Elephant Plains Safari: Big 5 and a Comic Interlude with Salayexe and Cub

Villiers Reports from Elephant Plains: Big 5 and a Comic Interlude with Salayexe and Cub

We thought it would be a great idea to complete our Big Five Sightings, having already seen Lions, Leopards and Elephants. So that was our aim as we started our morning.

As we followed any possible tracks we also concentrated on the general game around, stopping frequently for herds of Impala, Zebras, large numbers of Wildebeest, and a very handsome Bull Giraffe that posed elegantly for us.

Then we found a breeding pair of White-backed Vultures. The nest was clearly visible, and one of the pair was in a dead tree close to the road. This needed a decent stop to collect our images.

We weren’t particularly searching for them when we found Salayexe and cub. Salayexe had killed a Cane Rat and the cub was pulling out the fur and trying to eat it. The light wasn’t great so we moved on ..

6 Elephant Plains, Watch Salayexe.jpg

We found rhino – but because of the circumstances, the number and location and even the sequence of the sighting will not be recorded. But I can report that we had the sighting for our Big Five tally! And I can tell you that their attendant Oxpeckers were very busy on and around the rhino as they collected ticks and other parasites.

Now the hunt was on in earnest for dagga boys (buffalo). Actually it didn’t feel that it took too long with our constant stops for other game, when we came across three really old dagga boys. They also had Oxpeckers and Drongos clearing up the parasites. In fact the one old guy’s ears were a bit bloody from some enthusiastic tick grabbing, and when there is a small wound, the Oxpeckers add the trickle of blood to their diets.

6 Elephant Plains, Buffalo Ears.jpg

And again, not searching for them, we found Salayexe and cub playing in some trees. It was quite comical to watch because the branches of the trees are quite thin and springy, and would bend as mom and cub stepped onto them, and then as mom stepped off again, the flexible branch would spring back and the cub would be sent flying. Each time it landed on all fours on the ground, and immediately started to climb again. We watched as this little bit of comic-strip humour played itself out again and again. (Not sure what the lesson was there?)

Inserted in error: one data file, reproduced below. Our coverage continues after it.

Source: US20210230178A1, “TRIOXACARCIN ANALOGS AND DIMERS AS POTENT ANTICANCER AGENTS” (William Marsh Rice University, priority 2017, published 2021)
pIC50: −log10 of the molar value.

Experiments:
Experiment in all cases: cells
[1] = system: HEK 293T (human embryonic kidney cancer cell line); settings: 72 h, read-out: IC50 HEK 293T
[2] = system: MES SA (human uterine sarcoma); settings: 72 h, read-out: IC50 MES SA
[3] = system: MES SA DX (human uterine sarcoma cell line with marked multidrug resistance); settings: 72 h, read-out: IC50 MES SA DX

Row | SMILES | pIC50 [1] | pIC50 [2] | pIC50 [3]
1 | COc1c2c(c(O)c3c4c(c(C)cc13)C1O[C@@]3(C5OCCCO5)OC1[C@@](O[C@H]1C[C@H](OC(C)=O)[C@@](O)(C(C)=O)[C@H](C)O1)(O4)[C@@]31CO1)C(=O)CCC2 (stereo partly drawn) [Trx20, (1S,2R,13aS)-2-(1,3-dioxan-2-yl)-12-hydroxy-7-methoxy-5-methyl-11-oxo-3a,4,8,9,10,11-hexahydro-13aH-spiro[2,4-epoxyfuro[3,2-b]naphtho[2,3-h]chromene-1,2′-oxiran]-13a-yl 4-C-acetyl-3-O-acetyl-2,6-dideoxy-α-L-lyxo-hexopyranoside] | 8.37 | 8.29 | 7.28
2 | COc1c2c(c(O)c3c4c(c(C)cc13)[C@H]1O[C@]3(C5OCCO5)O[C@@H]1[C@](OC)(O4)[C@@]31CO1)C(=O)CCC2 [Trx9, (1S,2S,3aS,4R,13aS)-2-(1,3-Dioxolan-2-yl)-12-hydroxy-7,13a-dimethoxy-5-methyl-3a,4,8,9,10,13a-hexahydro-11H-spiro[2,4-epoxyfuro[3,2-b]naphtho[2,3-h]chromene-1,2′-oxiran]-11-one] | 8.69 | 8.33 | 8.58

This afternoon we wanted to see even more of the general game in the lovely late light. When we headed out the weather had changed dramatically and a very strong wind was blowing. The gusts felt as though we could be blown off the vehicle at times!
We saw two miserable Side-striped Jackals sheltering together and trying to get comfortable in that howling wind.
Then we spotted a Wahlberg’s Eagle drinking from a mud puddle in the road. It obliged us with a beautiful takeoff against that glowering, dark sky, – but only after we had luckily taken quite a number of shots on the ground.
We visited Big Dam to spend some time with the twenty or so hippos there, and enjoyed listening to their grunts and watching their open mouthed displays. While we were there the wind suddenly died down and the weather cleared somewhat.
Hearing that Tingana, that very large, dominant male leopard, had been spotted we hurried to the area and arrived just in time to see him walk to quite an open patch close to us, where he started mating with Kwatile.
6 Elephant Plains Villiers Leopards Mating
They walked together down the road away from us, but we managed to get ahead of the two for photographs as they approached us. Tingana then veered off the road and started to mark his territory deeper and deeper into dense bush.
It was all a fabulous experience for most of the guests who had never witnessed mating or marking behavior before, and proved to be a simply perfect way to end their final evening game drive.

 

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